How have multinational teams helped the video game industry ease into globalization?

multinational teams to cut down on cultural errors

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84

How has “outsourcing” affected local newspapers?

  • the foreign writers earn substantially less than American writers.

  • the loval newspaper still sends a "reporter" to collect facts for articles, but those raw facts are then submitted to the foreign journalist who writes the story.

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85

Be able to discuss some barriers to globalization: Language barriers

• Movies—Action movies with cool special effects tend to “travel” better across cultures than • RomComs (romantic comedies) with more reliance on verbal communication • Instrumental music tends to travel well across culture • So, do most pop music (as audiences tend to be more interested in the music than the lyrics)

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86

Be able to discuss some barriers to globalization: Audience expectations

• Bollywood (Indian movie industry) vs. Hollywood (Bollywood is second-largest movie Industry behind Hollywood) • Many Bollywood movies end with an extended song-and-dance routine • Ammount of sex, violence, etc.

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87

Be able to discuss some barriers to globalization: Geocultural markets

making something fit into a culture as well, not making something offensive

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88

Be able to discuss some barriers to globalization: Technological and Regulatory barriers

some countries do not have great internet access

some countries are very strict on what you can say/show

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89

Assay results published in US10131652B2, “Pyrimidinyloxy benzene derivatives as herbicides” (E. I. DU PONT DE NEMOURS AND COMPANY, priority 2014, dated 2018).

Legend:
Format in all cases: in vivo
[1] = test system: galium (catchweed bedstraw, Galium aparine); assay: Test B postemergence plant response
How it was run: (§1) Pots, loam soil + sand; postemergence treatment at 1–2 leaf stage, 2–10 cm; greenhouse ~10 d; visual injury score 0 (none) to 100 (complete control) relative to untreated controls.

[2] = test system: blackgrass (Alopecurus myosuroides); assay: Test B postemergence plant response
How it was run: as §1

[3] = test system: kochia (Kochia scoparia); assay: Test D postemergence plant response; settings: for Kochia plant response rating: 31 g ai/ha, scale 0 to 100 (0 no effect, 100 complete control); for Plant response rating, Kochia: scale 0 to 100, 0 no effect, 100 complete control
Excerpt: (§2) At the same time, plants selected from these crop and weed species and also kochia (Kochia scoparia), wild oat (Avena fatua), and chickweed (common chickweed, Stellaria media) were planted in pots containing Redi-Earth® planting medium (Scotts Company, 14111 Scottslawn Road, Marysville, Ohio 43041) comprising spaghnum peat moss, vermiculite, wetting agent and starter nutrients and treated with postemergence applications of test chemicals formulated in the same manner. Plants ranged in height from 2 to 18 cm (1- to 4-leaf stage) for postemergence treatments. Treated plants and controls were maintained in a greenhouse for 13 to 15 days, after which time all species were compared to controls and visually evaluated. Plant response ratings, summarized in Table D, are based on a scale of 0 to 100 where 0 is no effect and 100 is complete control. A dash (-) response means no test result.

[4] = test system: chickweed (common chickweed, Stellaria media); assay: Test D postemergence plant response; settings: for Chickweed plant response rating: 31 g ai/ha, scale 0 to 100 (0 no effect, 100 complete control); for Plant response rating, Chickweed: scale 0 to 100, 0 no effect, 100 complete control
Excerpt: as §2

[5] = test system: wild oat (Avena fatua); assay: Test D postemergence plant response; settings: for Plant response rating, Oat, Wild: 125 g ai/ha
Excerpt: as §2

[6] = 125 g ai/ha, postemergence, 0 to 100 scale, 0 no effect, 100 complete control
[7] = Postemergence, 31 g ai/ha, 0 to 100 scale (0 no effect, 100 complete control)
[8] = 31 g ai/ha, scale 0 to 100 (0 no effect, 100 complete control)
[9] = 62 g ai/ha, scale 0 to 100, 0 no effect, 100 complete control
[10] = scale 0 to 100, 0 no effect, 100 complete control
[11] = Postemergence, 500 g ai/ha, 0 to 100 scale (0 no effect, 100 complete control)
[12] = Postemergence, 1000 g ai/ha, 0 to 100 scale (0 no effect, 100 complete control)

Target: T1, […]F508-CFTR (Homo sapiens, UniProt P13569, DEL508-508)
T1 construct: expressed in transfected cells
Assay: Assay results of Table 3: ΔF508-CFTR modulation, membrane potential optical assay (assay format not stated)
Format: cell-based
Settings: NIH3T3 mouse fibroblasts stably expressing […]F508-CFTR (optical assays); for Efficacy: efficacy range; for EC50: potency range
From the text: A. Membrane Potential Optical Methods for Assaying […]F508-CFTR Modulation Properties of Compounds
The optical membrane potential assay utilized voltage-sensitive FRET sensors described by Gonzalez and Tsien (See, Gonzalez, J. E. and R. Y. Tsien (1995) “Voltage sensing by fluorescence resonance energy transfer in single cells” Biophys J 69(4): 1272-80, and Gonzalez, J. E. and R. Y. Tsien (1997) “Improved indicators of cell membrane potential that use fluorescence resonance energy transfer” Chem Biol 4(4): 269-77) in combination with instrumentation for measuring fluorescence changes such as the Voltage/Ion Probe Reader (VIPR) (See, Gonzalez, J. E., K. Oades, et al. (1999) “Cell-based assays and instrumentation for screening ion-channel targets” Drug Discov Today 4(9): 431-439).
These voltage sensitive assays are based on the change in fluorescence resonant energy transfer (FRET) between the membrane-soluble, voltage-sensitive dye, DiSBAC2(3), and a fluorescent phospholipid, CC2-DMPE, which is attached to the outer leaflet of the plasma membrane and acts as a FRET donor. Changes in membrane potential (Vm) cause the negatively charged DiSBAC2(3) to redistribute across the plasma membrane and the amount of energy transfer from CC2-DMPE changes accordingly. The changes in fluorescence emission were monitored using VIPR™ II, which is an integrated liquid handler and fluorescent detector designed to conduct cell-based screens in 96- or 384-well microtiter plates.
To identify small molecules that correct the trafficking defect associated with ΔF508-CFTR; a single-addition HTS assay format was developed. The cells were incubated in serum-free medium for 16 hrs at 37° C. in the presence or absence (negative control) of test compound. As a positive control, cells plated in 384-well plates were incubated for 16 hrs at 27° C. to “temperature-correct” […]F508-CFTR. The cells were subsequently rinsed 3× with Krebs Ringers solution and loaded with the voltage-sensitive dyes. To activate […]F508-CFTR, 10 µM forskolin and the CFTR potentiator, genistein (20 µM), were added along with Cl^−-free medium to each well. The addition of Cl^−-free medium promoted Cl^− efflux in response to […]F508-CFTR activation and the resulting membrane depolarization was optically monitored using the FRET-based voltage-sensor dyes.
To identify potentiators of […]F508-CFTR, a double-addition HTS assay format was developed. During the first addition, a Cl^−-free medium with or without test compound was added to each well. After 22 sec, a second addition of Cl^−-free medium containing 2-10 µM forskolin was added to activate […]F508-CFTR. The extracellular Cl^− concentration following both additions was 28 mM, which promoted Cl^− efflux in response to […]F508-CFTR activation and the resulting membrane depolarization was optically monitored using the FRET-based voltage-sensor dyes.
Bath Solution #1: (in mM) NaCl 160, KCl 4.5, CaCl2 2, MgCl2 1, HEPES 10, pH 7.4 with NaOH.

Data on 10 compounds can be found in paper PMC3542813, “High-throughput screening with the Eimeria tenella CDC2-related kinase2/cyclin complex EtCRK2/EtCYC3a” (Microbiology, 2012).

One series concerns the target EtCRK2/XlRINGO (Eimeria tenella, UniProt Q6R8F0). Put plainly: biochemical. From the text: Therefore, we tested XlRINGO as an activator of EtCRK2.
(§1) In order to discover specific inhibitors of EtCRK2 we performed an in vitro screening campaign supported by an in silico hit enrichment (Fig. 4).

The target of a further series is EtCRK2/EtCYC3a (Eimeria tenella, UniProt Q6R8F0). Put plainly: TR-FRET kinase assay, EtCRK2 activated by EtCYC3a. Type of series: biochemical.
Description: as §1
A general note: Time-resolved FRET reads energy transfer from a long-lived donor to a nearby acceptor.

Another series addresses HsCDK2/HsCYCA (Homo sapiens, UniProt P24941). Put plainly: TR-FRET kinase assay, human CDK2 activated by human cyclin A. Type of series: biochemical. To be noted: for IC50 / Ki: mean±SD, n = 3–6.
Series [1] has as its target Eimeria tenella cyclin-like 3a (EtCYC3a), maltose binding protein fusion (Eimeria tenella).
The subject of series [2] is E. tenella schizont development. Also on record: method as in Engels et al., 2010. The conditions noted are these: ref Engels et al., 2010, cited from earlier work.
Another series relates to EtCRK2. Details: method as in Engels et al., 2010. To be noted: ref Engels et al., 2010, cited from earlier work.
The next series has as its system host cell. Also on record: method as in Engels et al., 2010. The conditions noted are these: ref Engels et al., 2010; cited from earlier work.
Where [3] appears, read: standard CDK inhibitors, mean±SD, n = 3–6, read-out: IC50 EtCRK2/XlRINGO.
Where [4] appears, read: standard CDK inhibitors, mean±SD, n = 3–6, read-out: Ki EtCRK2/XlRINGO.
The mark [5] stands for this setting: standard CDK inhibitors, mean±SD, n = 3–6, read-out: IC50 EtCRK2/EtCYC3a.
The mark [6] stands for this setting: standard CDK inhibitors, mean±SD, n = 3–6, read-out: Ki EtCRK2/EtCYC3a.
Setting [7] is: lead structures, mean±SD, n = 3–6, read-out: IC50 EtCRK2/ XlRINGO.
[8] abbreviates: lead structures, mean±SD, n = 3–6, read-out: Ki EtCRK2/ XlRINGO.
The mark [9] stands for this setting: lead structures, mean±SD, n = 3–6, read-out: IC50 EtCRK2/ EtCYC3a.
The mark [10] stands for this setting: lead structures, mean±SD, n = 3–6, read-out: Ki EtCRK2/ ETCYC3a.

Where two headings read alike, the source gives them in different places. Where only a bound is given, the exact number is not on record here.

Be able to discuss some barriers to globalization: Government Regulations (like CanCon in Canada)

• Some countries want a majority of their media content to be “home-grown” • CanCon laws in Canada • 35% to 40% of all music on commercial Canadian radio stations must be by Canadian artists

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90

Be able to discuss some barriers to globalization: Intellectual Property

Rights, these days, are controlled more by corporations than individuals.

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91

Know some of the ways media industries are overcoming these barriers to globalization: International co-production

Production and creative staff from more than one country work on the same media project

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92

Know some of the ways media industries are overcoming these barriers to globalization: Dubbing/Subtitles

(a type of localization) • More of an art than a skill • “Come alive with the Pepsi generation” • In China, this became... • “Pepsi brings your ancestors back from the grave”

Re-creating

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93

What is the “Global South”?

the global south refers those nations and cultures that lag behind the developed nations in terms of wealth, life expectancy, and the availability of utilities and technology

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94

How do media operate in these less developed parts of the world

They are typically consumers rather than producers of modern media but there are signs that the tides may be changing

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95

What is “alternative globalization”?

alternative globalization: takes place across all media industires, typically through informal and sometimes illegal chhannels.

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96

How has piracy helped media industries in the Global South?

Media is not controlled by global media conglomerates.

helps with global publicity*

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97

What are Bollywood and Nollywood?

Bollywood: india

Nollywood: Nigeria

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98

How has digitization affected American the US used to export much more media than it imported, but this is changing due to digitization. of TV shows?

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99

Be able to discuss some possible downsides to globalization: Cultural Imperialism

concerns that the values of wealthy countries, like the US, might come to dominate the value systems of less developed countries that consume American media. We don't just export media we export values

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100

What about some possible upsides of cultural imperialism: Hybridity Theory

different cultures interacting and changing over time, according to this theory all current cultures are a result of prior mixing od cultures. exporting media actually helps bring cultures together -- less xenophobia, more cultural understanding